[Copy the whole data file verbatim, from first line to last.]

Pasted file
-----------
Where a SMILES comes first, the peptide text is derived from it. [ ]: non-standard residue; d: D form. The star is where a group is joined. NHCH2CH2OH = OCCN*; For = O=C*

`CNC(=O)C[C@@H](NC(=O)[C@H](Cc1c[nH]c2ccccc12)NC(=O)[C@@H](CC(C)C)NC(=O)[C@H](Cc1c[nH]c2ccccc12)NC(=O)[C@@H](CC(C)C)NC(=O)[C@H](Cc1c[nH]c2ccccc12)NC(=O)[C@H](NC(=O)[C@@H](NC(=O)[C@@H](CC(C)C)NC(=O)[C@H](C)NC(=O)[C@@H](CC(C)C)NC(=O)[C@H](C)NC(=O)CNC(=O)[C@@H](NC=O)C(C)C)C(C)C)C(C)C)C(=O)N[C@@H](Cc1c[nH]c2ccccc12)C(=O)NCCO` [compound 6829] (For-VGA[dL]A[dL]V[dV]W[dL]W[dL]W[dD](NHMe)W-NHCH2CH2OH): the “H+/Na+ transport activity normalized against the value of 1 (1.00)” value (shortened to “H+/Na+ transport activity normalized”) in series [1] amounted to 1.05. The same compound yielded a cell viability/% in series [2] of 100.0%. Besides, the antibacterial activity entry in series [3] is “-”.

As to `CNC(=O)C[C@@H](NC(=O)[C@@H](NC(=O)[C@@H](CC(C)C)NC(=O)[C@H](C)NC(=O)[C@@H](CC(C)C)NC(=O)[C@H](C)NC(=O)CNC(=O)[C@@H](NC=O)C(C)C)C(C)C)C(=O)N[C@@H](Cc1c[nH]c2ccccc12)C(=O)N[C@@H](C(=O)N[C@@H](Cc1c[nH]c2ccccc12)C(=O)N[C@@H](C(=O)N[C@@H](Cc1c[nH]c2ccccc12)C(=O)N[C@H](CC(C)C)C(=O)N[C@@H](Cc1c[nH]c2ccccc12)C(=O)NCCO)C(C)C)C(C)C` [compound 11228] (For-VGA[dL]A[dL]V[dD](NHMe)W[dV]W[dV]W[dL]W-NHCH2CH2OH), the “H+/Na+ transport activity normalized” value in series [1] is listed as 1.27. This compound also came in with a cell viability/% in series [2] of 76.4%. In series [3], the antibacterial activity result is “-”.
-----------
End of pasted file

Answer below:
Where a SMILES comes first, the peptide text is derived from it. [ ]: non-standard residue; d: D form. The star is where a group is joined. NHCH2CH2OH = OCCN*; For = O=C*

`CNC(=O)C[C@@H](NC(=O)[C@H](Cc1c[nH]c2ccccc12)NC(=O)[C@@H](CC(C)C)NC(=O)[C@H](Cc1c[nH]c2ccccc12)NC(=O)[C@@H](CC(C)C)NC(=O)[C@H](Cc1c[nH]c2ccccc12)NC(=O)[C@H](NC(=O)[C@@H](NC(=O)[C@@H](CC(C)C)NC(=O)[C@H](C)NC(=O)[C@@H](CC(C)C)NC(=O)[C@H](C)NC(=O)CNC(=O)[C@@H](NC=O)C(C)C)C(C)C)C(C)C)C(=O)N[C@@H](Cc1c[nH]c2ccccc12)C(=O)NCCO` [compound 6829] (For-VGA[dL]A[dL]V[dV]W[dL]W[dL]W[dD](NHMe)W-NHCH2CH2OH): the “H+/Na+ transport activity normalized against the value of 1 (1.00)” value (shortened to “H+/Na+ transport activity normalized”) in series [1] amounted to 1.05. The same compound yielded a cell viability/% in series [2] of 100.0%. Besides, the antibacterial activity entry in series [3] is “-”.

As to `CNC(=O)C[C@@H](NC(=O)[C@@H](NC(=O)[C@@H](CC(C)C)NC(=O)[C@H](C)NC(=O)[C@@H](CC(C)C)NC(=O)[C@H](C)NC(=O)CNC(=O)[C@@H](NC=O)C(C)C)C(C)C)C(=O)N[C@@H](Cc1c[nH]c2ccccc12)C(=O)N[C@@H](C(=O)N[C@@H](Cc1c[nH]c2ccccc12)C(=O)N[C@@H](C(=O)N[C@@H](Cc1c[nH]c2ccccc12)C(=O)N[C@H](CC(C)C)C(=O)N[C@@H](Cc1c[nH]c2ccccc12)C(=O)NCCO)C(C)C)C(C)C` [compound 11228] (For-VGA[dL]A[dL]V[dD](NHMe)W[dV]W[dV]W[dL]W-NHCH2CH2OH), the “H+/Na+ transport activity normalized” value in series [1] is listed as 1.27. This compound also came in with a cell viability/% in series [2] of 76.4%. In series [3], the antibacterial activity result is “-”.